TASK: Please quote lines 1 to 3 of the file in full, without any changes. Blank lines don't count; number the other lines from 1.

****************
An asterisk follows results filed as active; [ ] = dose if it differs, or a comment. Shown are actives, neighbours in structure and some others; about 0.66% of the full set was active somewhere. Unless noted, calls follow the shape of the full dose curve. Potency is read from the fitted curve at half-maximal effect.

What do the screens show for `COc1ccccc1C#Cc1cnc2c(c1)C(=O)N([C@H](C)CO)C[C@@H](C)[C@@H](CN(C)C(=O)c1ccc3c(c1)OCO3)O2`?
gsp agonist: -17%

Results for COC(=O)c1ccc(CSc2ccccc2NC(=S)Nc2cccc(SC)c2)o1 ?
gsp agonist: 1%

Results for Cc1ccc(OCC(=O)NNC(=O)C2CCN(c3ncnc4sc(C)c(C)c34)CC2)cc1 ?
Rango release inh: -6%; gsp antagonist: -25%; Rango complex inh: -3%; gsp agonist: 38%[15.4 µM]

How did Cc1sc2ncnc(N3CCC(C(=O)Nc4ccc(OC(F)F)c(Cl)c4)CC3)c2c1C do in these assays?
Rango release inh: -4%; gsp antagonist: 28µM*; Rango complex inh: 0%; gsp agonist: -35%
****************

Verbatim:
An asterisk follows results filed as active; [ ] = dose if it differs, or a comment. Shown are actives, neighbours in structure and some others; about 0.66% of the full set was active somewhere. Unless noted, calls follow the shape of the full dose curve. Potency is read from the fitted curve at half-maximal effect.

What do the screens show for `COc1ccccc1C#Cc1cnc2c(c1)C(=O)N([C@H](C)CO)C[C@@H](C)[C@@H](CN(C)C(=O)c1ccc3c(c1)OCO3)O2`?
gsp agonist: -17%